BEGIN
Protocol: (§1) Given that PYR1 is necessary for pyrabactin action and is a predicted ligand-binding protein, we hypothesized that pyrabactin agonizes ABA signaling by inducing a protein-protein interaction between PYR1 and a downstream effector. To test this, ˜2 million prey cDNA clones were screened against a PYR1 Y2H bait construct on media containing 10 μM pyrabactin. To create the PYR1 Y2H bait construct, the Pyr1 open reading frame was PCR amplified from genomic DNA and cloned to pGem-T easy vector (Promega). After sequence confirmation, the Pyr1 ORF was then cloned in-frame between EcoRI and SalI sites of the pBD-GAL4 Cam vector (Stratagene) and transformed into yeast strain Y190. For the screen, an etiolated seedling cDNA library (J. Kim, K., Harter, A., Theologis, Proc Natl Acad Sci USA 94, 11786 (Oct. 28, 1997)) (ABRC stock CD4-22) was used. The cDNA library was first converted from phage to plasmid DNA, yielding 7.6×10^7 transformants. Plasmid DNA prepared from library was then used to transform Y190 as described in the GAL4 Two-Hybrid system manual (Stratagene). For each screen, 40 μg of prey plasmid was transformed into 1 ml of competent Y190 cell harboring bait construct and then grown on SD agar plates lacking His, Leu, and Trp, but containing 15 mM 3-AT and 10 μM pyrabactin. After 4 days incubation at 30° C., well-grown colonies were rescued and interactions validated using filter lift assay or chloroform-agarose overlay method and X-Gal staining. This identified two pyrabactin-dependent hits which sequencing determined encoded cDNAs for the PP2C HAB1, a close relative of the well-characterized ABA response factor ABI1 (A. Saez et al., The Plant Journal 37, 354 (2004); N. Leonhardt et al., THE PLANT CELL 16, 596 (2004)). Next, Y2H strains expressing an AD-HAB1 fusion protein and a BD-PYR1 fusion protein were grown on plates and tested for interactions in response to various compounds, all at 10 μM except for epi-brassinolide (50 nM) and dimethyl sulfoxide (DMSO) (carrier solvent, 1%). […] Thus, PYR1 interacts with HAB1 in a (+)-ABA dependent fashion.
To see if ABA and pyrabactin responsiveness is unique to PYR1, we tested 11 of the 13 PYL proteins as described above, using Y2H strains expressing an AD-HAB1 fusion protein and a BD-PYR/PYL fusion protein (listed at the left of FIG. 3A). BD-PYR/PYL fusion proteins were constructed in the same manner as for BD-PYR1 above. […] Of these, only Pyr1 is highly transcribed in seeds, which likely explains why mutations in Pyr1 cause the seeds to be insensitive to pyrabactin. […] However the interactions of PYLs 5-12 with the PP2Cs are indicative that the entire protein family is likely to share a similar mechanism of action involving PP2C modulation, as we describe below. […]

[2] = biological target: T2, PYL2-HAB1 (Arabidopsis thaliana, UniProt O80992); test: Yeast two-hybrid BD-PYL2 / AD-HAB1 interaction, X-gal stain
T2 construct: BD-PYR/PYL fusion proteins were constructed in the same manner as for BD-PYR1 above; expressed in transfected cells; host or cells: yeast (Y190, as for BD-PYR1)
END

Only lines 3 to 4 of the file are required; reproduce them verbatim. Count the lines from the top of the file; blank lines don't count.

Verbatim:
[2] = biological target: T2, PYL2-HAB1 (Arabidopsis thaliana, UniProt O80992); test: Yeast two-hybrid BD-PYL2 / AD-HAB1 interaction, X-gal stain
T2 construct: BD-PYR/PYL fusion proteins were constructed in the same manner as for BD-PYR1 above; expressed in transfected cells; host or cells: yeast (Y190, as for BD-PYR1)